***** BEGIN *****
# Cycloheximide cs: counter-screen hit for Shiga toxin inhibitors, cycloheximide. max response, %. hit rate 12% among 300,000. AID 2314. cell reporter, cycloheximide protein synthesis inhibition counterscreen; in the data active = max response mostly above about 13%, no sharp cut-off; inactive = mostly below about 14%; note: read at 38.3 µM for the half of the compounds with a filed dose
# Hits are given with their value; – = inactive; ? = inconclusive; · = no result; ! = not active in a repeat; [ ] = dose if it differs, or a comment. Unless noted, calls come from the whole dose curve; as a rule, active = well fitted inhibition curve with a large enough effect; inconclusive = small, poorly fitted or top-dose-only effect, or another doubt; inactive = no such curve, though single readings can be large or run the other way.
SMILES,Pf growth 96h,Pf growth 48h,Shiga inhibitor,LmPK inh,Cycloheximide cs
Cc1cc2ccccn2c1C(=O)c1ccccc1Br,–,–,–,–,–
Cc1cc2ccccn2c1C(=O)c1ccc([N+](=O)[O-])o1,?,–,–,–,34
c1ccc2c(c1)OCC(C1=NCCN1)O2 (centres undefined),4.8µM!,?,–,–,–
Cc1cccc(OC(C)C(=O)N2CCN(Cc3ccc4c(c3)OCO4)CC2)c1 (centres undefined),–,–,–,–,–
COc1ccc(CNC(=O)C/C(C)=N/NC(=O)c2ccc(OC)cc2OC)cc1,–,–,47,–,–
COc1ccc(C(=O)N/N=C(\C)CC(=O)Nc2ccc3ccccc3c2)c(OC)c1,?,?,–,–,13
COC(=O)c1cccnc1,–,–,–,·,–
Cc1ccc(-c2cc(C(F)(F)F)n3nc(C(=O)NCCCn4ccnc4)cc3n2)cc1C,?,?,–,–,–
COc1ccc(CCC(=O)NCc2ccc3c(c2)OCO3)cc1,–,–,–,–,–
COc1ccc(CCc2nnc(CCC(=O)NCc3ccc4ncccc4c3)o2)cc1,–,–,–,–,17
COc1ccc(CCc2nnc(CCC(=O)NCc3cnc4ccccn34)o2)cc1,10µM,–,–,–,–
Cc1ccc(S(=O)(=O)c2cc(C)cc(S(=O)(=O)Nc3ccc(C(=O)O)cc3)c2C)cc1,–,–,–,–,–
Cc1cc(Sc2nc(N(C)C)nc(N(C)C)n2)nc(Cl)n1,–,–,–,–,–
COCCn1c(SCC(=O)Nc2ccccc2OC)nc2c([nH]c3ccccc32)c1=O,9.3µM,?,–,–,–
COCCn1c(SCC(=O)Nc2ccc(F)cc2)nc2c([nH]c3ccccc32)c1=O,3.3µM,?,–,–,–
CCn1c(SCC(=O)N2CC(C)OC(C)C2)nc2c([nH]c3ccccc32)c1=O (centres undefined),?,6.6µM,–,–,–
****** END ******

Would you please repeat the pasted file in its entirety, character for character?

# Cycloheximide cs: counter-screen hit for Shiga toxin inhibitors, cycloheximide. max response, %. hit rate 12% among 300,000. AID 2314. cell reporter, cycloheximide protein synthesis inhibition counterscreen; in the data active = max response mostly above about 13%, no sharp cut-off; inactive = mostly below about 14%; note: read at 38.3 µM for the half of the compounds with a filed dose
# Hits are given with their value; – = inactive; ? = inconclusive; · = no result; ! = not active in a repeat; [ ] = dose if it differs, or a comment. Unless noted, calls come from the whole dose curve; as a rule, active = well fitted inhibition curve with a large enough effect; inconclusive = small, poorly fitted or top-dose-only effect, or another doubt; inactive = no such curve, though single readings can be large or run the other way.
SMILES,Pf growth 96h,Pf growth 48h,Shiga inhibitor,LmPK inh,Cycloheximide cs
Cc1cc2ccccn2c1C(=O)c1ccccc1Br,–,–,–,–,–
Cc1cc2ccccn2c1C(=O)c1ccc([N+](=O)[O-])o1,?,–,–,–,34
c1ccc2c(c1)OCC(C1=NCCN1)O2 (centres undefined),4.8µM!,?,–,–,–
Cc1cccc(OC(C)C(=O)N2CCN(Cc3ccc4c(c3)OCO4)CC2)c1 (centres undefined),–,–,–,–,–
COc1ccc(CNC(=O)C/C(C)=N/NC(=O)c2ccc(OC)cc2OC)cc1,–,–,47,–,–
COc1ccc(C(=O)N/N=C(\C)CC(=O)Nc2ccc3ccccc3c2)c(OC)c1,?,?,–,–,13
COC(=O)c1cccnc1,–,–,–,·,–
Cc1ccc(-c2cc(C(F)(F)F)n3nc(C(=O)NCCCn4ccnc4)cc3n2)cc1C,?,?,–,–,–
COc1ccc(CCC(=O)NCc2ccc3c(c2)OCO3)cc1,–,–,–,–,–
COc1ccc(CCc2nnc(CCC(=O)NCc3ccc4ncccc4c3)o2)cc1,–,–,–,–,17
COc1ccc(CCc2nnc(CCC(=O)NCc3cnc4ccccn34)o2)cc1,10µM,–,–,–,–
Cc1ccc(S(=O)(=O)c2cc(C)cc(S(=O)(=O)Nc3ccc(C(=O)O)cc3)c2C)cc1,–,–,–,–,–
Cc1cc(Sc2nc(N(C)C)nc(N(C)C)n2)nc(Cl)n1,–,–,–,–,–
COCCn1c(SCC(=O)Nc2ccccc2OC)nc2c([nH]c3ccccc32)c1=O,9.3µM,?,–,–,–
COCCn1c(SCC(=O)Nc2ccc(F)cc2)nc2c([nH]c3ccccc32)c1=O,3.3µM,?,–,–,–
CCn1c(SCC(=O)N2CC(C)OC(C)C2)nc2c([nH]c3ccccc32)c1=O (centres undefined),?,6.6µM,–,–,–